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Never knew the names of these two categories, but I understand the difference after reading the previous two posts. Thanx for clarifying this to me (and some others perhaps): a new insight is always welcome - although it's on a theoretical level and IMHO, the "right" use of this chords doesn't demand this theoretical framework per se (this holds at least for my own modest playing/voicing/comping purposes).

 

Question: what would a D/C be (for instance in a D - D/C - Bmi - Bb chord progression)? Guess it wouldn't be a C-root chord (like something with a #11): just a triad with another root? Or a D-root chord nonetheless?

 

I like to learn/read more about this :idea:

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This example seems to be more of a Traditional technique (even if it's being used in a contemporary tune). I know little or nothing about traditional harmony, but I would surmise that it's just a decending bassline that uses the flatted seventh as a passing note to connect the D chord to the B minor chord.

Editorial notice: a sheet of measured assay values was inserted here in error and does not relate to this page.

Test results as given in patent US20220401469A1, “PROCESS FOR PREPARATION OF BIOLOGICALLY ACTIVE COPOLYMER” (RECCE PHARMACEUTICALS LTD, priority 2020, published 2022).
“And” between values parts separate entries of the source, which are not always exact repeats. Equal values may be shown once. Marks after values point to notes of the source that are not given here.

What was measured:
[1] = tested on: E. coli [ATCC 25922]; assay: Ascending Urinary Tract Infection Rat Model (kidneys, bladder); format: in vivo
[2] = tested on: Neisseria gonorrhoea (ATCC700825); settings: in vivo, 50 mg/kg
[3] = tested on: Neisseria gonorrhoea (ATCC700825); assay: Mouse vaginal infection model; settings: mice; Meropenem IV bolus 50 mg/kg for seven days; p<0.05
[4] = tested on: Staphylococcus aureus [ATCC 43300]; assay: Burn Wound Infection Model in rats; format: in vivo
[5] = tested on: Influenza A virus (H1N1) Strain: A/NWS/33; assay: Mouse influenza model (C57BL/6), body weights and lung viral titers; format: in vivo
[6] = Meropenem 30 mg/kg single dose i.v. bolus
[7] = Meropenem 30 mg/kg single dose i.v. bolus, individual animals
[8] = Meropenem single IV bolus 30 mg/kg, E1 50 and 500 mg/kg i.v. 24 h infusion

To learn more about the contemporary use of Upper Structure Triads, may I suggest calling the Berklee College Of Music Bookstore on Boylston St. (call area code 617 information), and ask them to guide you to Contemporary Harmony books that focus on Upper Structure Triads. If no one in the bookstore can help you, then call the College itself and ask one of the faculty members to point you to the right book. Hope this helps.

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Well, you're basically using the 3rd of the chord as the root... me thinks you're thinking way too much about it. I don't think there's more to it than that.... but I'm not a theory cat, so someone correct me here.